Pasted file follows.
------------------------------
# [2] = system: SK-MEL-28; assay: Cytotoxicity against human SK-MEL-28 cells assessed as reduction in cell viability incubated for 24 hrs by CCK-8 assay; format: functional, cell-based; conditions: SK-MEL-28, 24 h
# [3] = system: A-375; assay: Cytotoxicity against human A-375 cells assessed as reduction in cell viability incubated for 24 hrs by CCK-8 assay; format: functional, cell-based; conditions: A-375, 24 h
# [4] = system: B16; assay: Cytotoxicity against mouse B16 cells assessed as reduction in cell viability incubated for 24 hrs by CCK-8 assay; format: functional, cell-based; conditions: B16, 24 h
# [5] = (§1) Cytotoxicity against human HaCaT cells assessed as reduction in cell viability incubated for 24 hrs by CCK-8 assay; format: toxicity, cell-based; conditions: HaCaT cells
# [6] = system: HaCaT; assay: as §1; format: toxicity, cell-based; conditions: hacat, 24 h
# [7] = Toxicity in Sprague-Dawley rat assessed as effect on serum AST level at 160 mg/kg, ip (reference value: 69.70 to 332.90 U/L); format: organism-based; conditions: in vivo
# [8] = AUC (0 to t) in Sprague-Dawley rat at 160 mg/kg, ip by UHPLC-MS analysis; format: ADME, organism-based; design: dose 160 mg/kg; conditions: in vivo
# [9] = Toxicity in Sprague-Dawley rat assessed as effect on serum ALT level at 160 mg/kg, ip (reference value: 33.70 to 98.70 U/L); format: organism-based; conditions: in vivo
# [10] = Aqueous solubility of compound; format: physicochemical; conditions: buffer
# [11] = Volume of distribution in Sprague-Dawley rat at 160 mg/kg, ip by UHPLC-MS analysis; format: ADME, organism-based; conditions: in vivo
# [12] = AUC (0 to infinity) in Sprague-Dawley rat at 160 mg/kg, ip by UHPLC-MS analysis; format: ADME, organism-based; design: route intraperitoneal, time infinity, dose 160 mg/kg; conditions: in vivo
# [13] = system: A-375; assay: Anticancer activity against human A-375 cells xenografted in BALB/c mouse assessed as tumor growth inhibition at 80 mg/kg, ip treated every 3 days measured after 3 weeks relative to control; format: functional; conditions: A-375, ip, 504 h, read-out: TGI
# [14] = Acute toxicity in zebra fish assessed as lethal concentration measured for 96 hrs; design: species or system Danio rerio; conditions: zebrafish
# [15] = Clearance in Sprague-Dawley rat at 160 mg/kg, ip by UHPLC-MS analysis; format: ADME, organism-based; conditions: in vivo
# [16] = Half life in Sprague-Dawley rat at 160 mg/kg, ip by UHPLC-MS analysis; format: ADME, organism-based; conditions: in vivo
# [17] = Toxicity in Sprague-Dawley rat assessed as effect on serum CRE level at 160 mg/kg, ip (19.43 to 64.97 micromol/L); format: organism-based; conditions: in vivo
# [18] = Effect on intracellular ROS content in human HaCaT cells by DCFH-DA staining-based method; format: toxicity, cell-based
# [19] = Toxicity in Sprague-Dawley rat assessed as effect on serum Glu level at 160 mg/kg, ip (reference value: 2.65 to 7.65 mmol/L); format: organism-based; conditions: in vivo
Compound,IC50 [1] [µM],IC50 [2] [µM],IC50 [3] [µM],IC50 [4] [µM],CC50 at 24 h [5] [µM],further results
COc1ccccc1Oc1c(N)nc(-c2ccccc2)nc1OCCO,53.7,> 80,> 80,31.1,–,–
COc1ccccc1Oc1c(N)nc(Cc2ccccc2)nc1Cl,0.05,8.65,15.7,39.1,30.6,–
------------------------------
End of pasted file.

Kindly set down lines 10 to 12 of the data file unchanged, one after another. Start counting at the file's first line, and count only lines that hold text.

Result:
# [11] = Volume of distribution in Sprague-Dawley rat at 160 mg/kg, ip by UHPLC-MS analysis; format: ADME, organism-based; conditions: in vivo
# [12] = AUC (0 to infinity) in Sprague-Dawley rat at 160 mg/kg, ip by UHPLC-MS analysis; format: ADME, organism-based; design: route intraperitoneal, time infinity, dose 160 mg/kg; conditions: in vivo
# [13] = system: A-375; assay: Anticancer activity against human A-375 cells xenografted in BALB/c mouse assessed as tumor growth inhibition at 80 mg/kg, ip treated every 3 days measured after 3 weeks relative to control; format: functional; conditions: A-375, ip, 504 h, read-out: TGI